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Russia ramps up military buildup in Syria

Russia ramped up its military buildup in Syria over the weekend, and there are now a total of 28 combat aircraft plus 16 helicopters on the ground, CBS News national security correspondent David Martin reports.

The Russians masked the transport of the military aircraft by flying them in behind transport aircraft, Martin reports, and the speed of the buildup has surprised the U.S.

How will the U.S. react to Russian forces in Syria?

The Russians appear to be preparing for going after the forces opposing Assad in an effort to prolong his regime. They have spoken publicly about going after the Islamic State of Iraq and Syria (ISIS), which raises the issue of "deconflicting" their flights with coalition flights against ISIS.

For example, a Russian aircraft could attack a moderate opposition group which has been promised air cover by the Obama administration, Martin reports.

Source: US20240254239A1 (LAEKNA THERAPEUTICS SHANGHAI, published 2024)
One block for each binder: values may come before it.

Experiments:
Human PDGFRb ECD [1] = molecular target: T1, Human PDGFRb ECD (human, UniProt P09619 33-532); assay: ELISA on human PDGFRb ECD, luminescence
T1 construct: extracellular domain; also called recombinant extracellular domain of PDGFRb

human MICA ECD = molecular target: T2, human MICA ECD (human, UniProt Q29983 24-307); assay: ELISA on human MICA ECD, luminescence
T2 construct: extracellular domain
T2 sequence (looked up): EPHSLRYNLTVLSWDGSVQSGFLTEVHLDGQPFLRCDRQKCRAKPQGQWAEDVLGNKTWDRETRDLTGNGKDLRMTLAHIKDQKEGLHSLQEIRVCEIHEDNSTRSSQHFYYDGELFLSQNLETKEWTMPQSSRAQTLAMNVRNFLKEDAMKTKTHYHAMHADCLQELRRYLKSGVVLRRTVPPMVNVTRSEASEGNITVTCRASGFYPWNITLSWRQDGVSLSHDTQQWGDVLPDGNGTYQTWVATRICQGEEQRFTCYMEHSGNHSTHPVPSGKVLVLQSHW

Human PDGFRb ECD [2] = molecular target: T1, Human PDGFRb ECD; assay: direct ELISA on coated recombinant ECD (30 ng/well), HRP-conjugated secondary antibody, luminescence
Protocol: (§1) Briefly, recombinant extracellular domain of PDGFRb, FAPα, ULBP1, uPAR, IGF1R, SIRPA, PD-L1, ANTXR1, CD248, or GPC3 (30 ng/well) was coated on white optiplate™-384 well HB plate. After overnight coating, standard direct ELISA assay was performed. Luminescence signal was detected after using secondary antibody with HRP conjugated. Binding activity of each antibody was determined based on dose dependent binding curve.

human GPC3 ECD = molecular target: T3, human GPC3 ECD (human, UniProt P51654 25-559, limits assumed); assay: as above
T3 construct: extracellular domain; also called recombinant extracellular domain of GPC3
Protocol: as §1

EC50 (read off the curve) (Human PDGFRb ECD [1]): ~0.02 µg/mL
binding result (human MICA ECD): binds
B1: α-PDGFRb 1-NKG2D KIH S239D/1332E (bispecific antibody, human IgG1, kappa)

The Pentagon said Friday that Secretary of Defense Ash Carter had a "constructive conversation" with his Russian counterpart, Sergei Shoygu, on the situation in Syria and that the two military chiefs had "agreed to further discuss mechanisms for deconfliction in Syria and the counter-ISIL campaign," referring to ISIS by an alternate acronym.

Last week, Russian President Vladimir Putin strongly defended Moscow's military assistance to the Syrian government, saying it's impossible to defeat ISIS without cooperation with Damascus. Russia has staunchly backed up Assad throughout Syria's devastating civil war that has killed about 250,000 people and turned millions into refugees, shielding him from United Nations sanctions and continuing to provide him with weapons despite Western criticism.

Meanwhile, Russia said that its embassy in Damascus has come under shelling that hasn't inflicted any casualties or damage.

The Russian Foreign Ministry said a mine fired from a mortar landed on the territory of the embassy on Sunday. It said the projectile was later removed by the Syrian military.

The ministry strongly condemned the attack, saying in a statement released Monday that it expects the international community to denounce it.

It said that the attack came from militants supported by unidentified "foreign sponsors."


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